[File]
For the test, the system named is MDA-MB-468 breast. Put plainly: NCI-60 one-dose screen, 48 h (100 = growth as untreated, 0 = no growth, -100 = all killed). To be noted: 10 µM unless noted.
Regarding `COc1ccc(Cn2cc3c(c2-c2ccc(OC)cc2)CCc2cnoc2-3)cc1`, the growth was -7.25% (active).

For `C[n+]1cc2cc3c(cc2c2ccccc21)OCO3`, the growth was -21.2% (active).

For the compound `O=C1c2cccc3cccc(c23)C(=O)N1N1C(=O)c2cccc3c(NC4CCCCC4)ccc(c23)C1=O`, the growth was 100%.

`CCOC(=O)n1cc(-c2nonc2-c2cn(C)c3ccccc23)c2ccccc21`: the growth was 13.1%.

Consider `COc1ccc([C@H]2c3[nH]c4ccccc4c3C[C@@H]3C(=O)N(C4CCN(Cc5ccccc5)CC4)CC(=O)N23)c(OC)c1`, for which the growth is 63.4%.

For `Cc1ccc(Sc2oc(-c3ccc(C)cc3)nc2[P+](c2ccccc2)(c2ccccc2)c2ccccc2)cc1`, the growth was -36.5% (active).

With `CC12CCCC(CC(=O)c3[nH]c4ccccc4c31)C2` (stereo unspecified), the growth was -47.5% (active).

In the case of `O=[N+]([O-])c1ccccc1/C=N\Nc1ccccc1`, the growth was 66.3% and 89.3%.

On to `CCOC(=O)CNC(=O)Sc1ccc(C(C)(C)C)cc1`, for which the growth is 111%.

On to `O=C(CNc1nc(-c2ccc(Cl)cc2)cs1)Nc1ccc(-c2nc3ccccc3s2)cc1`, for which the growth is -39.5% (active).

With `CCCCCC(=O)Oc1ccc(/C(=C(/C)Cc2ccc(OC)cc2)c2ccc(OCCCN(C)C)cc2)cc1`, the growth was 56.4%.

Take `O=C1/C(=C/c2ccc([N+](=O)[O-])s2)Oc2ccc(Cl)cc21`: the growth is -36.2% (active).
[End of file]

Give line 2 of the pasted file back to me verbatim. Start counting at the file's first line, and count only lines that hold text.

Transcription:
Regarding `COc1ccc(Cn2cc3c(c2-c2ccc(OC)cc2)CCc2cnoc2-3)cc1`, the growth was -7.25% (active).